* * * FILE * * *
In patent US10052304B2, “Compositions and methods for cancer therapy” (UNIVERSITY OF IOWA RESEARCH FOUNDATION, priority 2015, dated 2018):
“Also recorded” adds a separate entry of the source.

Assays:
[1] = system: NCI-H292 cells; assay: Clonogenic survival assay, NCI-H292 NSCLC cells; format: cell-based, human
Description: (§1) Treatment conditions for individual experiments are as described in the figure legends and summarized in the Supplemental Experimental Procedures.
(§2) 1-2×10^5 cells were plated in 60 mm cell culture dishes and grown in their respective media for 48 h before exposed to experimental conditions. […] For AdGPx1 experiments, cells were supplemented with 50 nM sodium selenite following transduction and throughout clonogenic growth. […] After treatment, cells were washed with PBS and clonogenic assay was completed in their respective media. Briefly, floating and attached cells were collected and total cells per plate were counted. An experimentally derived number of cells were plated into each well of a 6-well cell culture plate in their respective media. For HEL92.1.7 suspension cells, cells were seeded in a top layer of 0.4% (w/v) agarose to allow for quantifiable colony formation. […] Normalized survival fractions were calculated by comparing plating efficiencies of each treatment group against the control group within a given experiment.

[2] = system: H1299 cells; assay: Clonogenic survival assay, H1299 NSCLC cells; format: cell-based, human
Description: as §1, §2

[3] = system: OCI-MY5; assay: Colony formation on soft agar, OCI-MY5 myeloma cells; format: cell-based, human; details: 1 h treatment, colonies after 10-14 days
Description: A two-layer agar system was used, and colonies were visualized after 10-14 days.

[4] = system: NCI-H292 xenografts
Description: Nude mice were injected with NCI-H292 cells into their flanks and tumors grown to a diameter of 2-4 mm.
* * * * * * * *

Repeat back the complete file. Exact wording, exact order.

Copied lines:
In patent US10052304B2, “Compositions and methods for cancer therapy” (UNIVERSITY OF IOWA RESEARCH FOUNDATION, priority 2015, dated 2018):
“Also recorded” adds a separate entry of the source.

Assays:
[1] = system: NCI-H292 cells; assay: Clonogenic survival assay, NCI-H292 NSCLC cells; format: cell-based, human
Description: (§1) Treatment conditions for individual experiments are as described in the figure legends and summarized in the Supplemental Experimental Procedures.
(§2) 1-2×10^5 cells were plated in 60 mm cell culture dishes and grown in their respective media for 48 h before exposed to experimental conditions. […] For AdGPx1 experiments, cells were supplemented with 50 nM sodium selenite following transduction and throughout clonogenic growth. […] After treatment, cells were washed with PBS and clonogenic assay was completed in their respective media. Briefly, floating and attached cells were collected and total cells per plate were counted. An experimentally derived number of cells were plated into each well of a 6-well cell culture plate in their respective media. For HEL92.1.7 suspension cells, cells were seeded in a top layer of 0.4% (w/v) agarose to allow for quantifiable colony formation. […] Normalized survival fractions were calculated by comparing plating efficiencies of each treatment group against the control group within a given experiment.

[2] = system: H1299 cells; assay: Clonogenic survival assay, H1299 NSCLC cells; format: cell-based, human
Description: as §1, §2

[3] = system: OCI-MY5; assay: Colony formation on soft agar, OCI-MY5 myeloma cells; format: cell-based, human; details: 1 h treatment, colonies after 10-14 days
Description: A two-layer agar system was used, and colonies were visualized after 10-14 days.

[4] = system: NCI-H292 xenografts
Description: Nude mice were injected with NCI-H292 cells into their flanks and tumors grown to a diameter of 2-4 mm.